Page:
France and Germany return as 2018 F1 calendar revealed

Lewis Hamilton (GBR) Mercedes-Benz F1 W07 Hybrid leads at the start of the race at Formula One

The calendar for the 2018 FIA Formula One World Championship has been approved during a meeting of the FIA World Motor Sport Council, held today in Geneva in Switzerland. The season will consist of 21 Grands Prix, thus equalling the record for the greatest number of races in a year, established in 2016.

There are two important new dates, with the return of Formula 1 Grosser Preis von Deutschland and that of the Formula 1 Grand Prix de France, which has been missing from the calendar since 2008.

“We wanted to finalise next season’s calendar early, so that all our stakeholders would have more time to prepare and we have managed it, thanks in part through working closely with the FIA,” commented Formula One Chairman and CEO, Chase Carey.

“We are proud to confirm that the German and French Grands Prix will take place in 2018. France was one of the seven races that made up the first ever World Championship in 1950 and it now returns after a decade. It will be held at the Paul Ricard circuit, which last hosted a round of the F1 Championship in 1990.

“The number of races has increased by one compared to the current season. We received numerous requests from those wishing to host a Formula 1 Grand Prix but we wanted the existing promoters to feel that we are putting all our efforts into ensuring that each race is a special event, so that the fans, our most important stakeholders, can enjoy a unique and unforgettable experience. If we can do that, then the entire Formula 1 family will reap the benefit.”

Jean Todt, President of the FIA commented: “Alongside our partners in Formula 1 and across the FIA’s major championships we have been working hard in recent months to achieve greater harmony among the various sporting calendars and reaching an early agreement on the 2018 Formula 1 schedule is part of this ongoing process.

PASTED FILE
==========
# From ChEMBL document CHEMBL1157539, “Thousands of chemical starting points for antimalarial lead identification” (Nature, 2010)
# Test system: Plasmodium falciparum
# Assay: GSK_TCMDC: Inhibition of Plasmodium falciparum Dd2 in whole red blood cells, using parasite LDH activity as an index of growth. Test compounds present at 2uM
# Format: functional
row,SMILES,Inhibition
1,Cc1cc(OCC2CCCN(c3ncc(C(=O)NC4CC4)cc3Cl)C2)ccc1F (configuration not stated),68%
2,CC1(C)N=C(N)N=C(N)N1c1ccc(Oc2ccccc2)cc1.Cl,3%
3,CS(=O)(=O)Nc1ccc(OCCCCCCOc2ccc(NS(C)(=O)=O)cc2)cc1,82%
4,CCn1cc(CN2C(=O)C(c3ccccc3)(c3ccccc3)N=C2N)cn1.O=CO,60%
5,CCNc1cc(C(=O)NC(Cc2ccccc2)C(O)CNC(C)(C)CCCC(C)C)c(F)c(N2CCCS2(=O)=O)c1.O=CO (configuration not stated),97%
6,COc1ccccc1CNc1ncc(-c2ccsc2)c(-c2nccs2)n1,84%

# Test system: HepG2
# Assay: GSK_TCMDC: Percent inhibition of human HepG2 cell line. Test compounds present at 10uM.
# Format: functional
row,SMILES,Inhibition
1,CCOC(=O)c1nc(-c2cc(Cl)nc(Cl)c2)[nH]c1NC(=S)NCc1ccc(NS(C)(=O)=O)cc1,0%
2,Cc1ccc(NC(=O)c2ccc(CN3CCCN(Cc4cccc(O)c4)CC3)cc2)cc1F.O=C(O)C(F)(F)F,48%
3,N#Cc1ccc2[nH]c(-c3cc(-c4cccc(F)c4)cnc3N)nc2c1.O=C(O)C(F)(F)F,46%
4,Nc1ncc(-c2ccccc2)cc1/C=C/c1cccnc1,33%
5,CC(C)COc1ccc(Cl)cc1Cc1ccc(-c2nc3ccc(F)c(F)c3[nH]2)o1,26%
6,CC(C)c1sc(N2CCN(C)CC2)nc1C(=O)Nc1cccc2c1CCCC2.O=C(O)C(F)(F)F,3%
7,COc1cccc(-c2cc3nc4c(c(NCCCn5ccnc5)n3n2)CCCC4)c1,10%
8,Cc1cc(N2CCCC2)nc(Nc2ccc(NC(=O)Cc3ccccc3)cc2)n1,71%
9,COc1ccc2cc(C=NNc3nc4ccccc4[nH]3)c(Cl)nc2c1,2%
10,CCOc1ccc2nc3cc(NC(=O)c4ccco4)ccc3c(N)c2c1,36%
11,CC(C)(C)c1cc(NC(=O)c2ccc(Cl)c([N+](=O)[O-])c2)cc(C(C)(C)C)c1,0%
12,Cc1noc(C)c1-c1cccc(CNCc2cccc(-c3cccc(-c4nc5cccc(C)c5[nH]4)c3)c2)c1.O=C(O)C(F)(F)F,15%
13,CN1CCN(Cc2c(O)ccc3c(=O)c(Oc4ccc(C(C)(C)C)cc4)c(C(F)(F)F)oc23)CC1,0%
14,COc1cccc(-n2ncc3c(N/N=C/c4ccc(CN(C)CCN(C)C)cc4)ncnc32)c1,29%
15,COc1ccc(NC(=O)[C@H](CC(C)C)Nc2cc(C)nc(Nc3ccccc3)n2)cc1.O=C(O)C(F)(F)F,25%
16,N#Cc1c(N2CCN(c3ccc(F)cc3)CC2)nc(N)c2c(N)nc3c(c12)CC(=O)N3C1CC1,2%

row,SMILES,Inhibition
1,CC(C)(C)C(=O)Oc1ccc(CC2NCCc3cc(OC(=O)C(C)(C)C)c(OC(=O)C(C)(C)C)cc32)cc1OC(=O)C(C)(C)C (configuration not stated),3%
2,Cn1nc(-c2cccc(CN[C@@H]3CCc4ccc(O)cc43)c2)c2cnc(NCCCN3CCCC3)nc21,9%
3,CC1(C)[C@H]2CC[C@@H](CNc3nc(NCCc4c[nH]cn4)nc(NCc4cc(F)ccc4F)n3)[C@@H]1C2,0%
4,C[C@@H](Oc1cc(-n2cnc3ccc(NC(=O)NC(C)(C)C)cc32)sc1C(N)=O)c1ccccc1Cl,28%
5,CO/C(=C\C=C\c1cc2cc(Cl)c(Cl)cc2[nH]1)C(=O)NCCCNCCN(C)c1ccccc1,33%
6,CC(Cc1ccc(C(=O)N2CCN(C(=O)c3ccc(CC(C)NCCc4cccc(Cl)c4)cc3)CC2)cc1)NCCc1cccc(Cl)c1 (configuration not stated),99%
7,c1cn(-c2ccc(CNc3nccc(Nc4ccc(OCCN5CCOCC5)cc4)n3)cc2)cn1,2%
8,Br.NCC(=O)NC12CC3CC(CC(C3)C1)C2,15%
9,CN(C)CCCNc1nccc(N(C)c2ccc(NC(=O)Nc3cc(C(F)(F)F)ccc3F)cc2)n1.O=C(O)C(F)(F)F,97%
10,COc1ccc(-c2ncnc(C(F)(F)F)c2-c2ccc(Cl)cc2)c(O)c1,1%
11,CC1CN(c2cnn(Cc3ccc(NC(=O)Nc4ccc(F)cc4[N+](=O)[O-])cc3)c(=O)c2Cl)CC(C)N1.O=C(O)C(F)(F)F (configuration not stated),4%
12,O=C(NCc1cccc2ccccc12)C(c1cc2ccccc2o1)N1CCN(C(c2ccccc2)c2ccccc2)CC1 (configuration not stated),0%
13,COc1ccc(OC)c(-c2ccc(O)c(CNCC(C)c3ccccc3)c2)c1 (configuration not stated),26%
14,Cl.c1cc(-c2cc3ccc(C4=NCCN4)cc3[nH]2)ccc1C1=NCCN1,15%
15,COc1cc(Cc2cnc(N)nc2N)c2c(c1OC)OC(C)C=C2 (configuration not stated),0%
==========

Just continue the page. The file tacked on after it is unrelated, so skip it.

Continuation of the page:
“The FIA would also like to welcome back the French and German Grands Prix to the calendar, as both have a long and rich tradition in the sport.” he added. “In that regard the FIA is particularly pleased that Formula One will once again return to France, the historic home of Grand Prix racing, and to the Circuit Paul Ricard, which last hosted the event in 1990.”

As usual, the 2018 season will get underway in Australia on 25th March in Melbourne and will end exactly eight months later on 25th November at Yas Marina, home to the Formula 1 Abu Dhabi Grand Prix. Eleven of the 21 races will take place in Europe, five in Asia, four in the Americas and one in Australia. The need to maintain more or less unchanged the length of the winter and summer breaks means the schedule is more intensive than the current one during the middle part of the season, with five Grands Prix, all of them in Europe, taking place over a six-week period.

The approved 2018 schedule in full:

DateVenueFormula 1 Grand Prix
25 MarchMelbourneAustralia
8 AprilShanghaiChina
15 AprilSakhirBahrain
29 AprilBakuAzerbaijan
13 MayBarcelonaSpain
27 MayMonacoMonaco
10 JuneMontrealCanada
24 JuneLe CastelletFrance
1 JulySpielbergAustria
8 JulySilverstoneGreat Britain
22 JulyHockenheimGermany
29 JulyBudapestHungary
26 AugustSpa-FrancorchampsBelgium
2 SeptemberMonzaItaly
16 SeptemberSingaporeSingapore
30 SeptemberSochiRussia
7 OctoberSuzukaJapan
21 OctoberAustinUSA
28 OctoberMexico CityMexico
11 NovemberSao PauloBrazil
25 NovemberYas MarinaAbu Dhabi

To view complete details of the 2019 Formula 1 schedule, click here.


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